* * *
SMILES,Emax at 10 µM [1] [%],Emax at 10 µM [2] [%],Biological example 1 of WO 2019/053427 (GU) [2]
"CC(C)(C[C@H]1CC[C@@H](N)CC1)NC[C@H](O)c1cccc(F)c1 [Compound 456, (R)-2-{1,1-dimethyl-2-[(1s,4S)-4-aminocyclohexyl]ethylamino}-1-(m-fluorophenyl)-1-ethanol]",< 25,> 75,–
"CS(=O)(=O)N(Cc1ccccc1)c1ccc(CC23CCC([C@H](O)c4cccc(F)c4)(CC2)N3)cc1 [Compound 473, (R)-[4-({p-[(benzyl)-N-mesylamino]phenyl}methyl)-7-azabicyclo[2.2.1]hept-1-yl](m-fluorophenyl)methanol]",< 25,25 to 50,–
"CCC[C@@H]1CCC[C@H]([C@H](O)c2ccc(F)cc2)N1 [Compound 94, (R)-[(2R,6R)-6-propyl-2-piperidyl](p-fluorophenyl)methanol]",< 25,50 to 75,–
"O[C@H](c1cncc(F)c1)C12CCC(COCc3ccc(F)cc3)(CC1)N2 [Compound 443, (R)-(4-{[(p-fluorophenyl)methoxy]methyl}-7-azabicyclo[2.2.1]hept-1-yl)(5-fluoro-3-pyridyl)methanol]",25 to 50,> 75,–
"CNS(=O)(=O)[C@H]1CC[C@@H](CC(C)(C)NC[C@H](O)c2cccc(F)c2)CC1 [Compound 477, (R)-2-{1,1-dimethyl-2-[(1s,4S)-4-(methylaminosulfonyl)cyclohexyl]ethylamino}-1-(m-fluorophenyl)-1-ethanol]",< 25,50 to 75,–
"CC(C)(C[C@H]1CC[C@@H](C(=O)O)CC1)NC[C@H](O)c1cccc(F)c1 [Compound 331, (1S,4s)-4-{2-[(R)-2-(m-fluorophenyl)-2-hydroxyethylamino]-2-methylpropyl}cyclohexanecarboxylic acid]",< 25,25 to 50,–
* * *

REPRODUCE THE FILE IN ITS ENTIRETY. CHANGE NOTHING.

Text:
SMILES,Emax at 10 µM [1] [%],Emax at 10 µM [2] [%],Biological example 1 of WO 2019/053427 (GU) [2]
"CC(C)(C[C@H]1CC[C@@H](N)CC1)NC[C@H](O)c1cccc(F)c1 [Compound 456, (R)-2-{1,1-dimethyl-2-[(1s,4S)-4-aminocyclohexyl]ethylamino}-1-(m-fluorophenyl)-1-ethanol]",< 25,> 75,–
"CS(=O)(=O)N(Cc1ccccc1)c1ccc(CC23CCC([C@H](O)c4cccc(F)c4)(CC2)N3)cc1 [Compound 473, (R)-[4-({p-[(benzyl)-N-mesylamino]phenyl}methyl)-7-azabicyclo[2.2.1]hept-1-yl](m-fluorophenyl)methanol]",< 25,25 to 50,–
"CCC[C@@H]1CCC[C@H]([C@H](O)c2ccc(F)cc2)N1 [Compound 94, (R)-[(2R,6R)-6-propyl-2-piperidyl](p-fluorophenyl)methanol]",< 25,50 to 75,–
"O[C@H](c1cncc(F)c1)C12CCC(COCc3ccc(F)cc3)(CC1)N2 [Compound 443, (R)-(4-{[(p-fluorophenyl)methoxy]methyl}-7-azabicyclo[2.2.1]hept-1-yl)(5-fluoro-3-pyridyl)methanol]",25 to 50,> 75,–
"CNS(=O)(=O)[C@H]1CC[C@@H](CC(C)(C)NC[C@H](O)c2cccc(F)c2)CC1 [Compound 477, (R)-2-{1,1-dimethyl-2-[(1s,4S)-4-(methylaminosulfonyl)cyclohexyl]ethylamino}-1-(m-fluorophenyl)-1-ethanol]",< 25,50 to 75,–
"CC(C)(C[C@H]1CC[C@@H](C(=O)O)CC1)NC[C@H](O)c1cccc(F)c1 [Compound 331, (1S,4s)-4-{2-[(R)-2-(m-fluorophenyl)-2-hydroxyethylamino]-2-methylpropyl}cyclohexanecarboxylic acid]",< 25,25 to 50,–